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Survey shows comms barriers for Hispanics

A new survey from The Jeffrey Group and KCI Partners shows most doctors believe pharma companies do a poor job of communicating with Hispanic patients
Most doctors believe pharmaceutical companies do a poor job of communicating with Hispanic patients, according to a new survey from the communications agency The Jeffrey Group and the research firm KCI Partners.

The survey, which polled 422 physicians around the country, found that only 12 per cent of respondents believe pharmaceutical companies understand the healthcare needs of Hispanic patients "very well".  In addition, only seven per cent of the doctors said pharmaceutical companies are doing an adequate job of communicating with Hispanics about solutions to their healthcare needs.

The research found that doctors see television media as being a key source of information for their Hispanic patients. Seventy-one per cent of the physicians said that, outside of their offices, television stories are a very or extremely effective communication vehicle for health education in the Hispanic population. 

However, "most physicians agree that one-on-one time with staff and printed educational materials in Spanish are the most important and effective ways to communicate with these patients", according to The Jeffery Group.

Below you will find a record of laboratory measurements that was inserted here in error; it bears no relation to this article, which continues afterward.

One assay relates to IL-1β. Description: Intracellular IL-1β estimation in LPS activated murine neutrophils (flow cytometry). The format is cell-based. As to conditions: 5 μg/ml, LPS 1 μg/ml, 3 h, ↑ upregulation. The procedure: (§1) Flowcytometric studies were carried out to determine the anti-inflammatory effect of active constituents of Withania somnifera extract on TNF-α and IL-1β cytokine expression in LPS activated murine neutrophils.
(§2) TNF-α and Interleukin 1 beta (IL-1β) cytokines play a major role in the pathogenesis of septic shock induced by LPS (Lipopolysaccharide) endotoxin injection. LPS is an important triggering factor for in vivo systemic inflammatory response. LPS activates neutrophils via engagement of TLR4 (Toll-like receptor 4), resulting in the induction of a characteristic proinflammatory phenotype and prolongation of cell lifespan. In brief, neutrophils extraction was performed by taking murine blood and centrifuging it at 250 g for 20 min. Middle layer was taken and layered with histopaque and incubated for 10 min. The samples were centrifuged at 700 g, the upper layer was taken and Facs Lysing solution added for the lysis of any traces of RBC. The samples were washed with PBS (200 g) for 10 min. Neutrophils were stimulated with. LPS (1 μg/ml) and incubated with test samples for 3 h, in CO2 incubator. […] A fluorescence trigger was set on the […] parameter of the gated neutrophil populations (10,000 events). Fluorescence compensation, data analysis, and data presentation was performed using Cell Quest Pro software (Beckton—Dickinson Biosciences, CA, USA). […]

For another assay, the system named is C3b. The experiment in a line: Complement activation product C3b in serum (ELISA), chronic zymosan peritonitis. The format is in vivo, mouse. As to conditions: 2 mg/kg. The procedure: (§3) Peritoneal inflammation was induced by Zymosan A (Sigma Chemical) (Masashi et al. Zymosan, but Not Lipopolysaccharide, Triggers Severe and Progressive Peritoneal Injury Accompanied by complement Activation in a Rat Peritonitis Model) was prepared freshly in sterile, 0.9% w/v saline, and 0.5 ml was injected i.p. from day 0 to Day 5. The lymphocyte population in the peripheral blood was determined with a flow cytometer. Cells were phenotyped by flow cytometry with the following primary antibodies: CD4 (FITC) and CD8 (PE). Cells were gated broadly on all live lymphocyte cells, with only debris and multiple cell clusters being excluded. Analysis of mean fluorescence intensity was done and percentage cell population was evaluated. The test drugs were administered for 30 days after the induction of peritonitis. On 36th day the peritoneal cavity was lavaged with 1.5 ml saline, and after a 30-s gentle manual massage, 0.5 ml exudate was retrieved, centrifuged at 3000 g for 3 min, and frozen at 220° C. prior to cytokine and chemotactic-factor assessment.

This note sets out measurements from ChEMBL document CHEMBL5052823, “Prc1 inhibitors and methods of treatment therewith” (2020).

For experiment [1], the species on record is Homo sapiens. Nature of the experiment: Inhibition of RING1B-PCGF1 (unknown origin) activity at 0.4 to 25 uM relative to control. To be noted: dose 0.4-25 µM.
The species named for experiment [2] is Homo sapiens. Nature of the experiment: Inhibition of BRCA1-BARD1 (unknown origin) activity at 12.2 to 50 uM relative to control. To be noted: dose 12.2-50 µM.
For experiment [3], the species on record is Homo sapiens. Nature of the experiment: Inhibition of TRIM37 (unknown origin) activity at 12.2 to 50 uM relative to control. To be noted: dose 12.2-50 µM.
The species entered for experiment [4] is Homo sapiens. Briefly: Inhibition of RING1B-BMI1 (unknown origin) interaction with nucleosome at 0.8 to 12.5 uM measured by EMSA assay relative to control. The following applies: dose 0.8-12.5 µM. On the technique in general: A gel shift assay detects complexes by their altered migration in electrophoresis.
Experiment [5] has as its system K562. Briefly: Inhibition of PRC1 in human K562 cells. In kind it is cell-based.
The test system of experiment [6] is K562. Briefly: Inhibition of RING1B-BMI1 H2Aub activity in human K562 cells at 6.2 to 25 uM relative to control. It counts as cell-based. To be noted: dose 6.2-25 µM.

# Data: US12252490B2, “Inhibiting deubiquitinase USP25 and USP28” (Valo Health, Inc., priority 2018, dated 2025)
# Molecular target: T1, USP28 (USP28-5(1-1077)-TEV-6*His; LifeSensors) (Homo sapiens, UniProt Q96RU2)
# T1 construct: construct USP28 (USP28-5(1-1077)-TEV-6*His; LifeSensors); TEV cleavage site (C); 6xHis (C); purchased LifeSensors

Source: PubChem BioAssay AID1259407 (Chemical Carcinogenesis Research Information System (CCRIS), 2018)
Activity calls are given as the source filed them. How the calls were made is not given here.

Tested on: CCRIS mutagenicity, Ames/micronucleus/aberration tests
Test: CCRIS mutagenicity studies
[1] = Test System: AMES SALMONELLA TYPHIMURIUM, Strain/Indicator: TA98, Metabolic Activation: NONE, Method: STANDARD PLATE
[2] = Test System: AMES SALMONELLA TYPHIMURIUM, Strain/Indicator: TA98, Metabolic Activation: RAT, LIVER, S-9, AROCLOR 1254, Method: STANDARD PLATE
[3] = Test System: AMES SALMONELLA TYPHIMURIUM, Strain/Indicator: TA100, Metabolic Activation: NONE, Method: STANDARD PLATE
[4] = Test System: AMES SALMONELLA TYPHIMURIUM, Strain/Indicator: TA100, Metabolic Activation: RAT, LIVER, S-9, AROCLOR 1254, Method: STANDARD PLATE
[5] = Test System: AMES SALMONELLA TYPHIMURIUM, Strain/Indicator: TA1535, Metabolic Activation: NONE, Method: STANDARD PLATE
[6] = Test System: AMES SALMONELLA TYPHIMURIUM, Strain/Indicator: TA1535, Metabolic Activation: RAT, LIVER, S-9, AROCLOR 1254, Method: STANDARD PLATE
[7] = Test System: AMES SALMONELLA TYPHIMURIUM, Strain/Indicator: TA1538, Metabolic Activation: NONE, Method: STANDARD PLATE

Close to half of physicians feel that poor patient understanding of disease severity is frequently or almost always a barrier in effectively treating Hispanic patients, according to the study. The survey found that 24 per cent of the doctors cited poor patient understanding of disease severity as being "almost always a barrier" to treatment and 21 per cent cited it as "frequently a barrier."  

In addition, 23 per cent of the doctors said that preconceived notions/myths were almost always a barrier to treatment of Hispanic patients and 21 per cent said that conflicting advice about treatment from family members was almost always a barrier. 

15th February 2011

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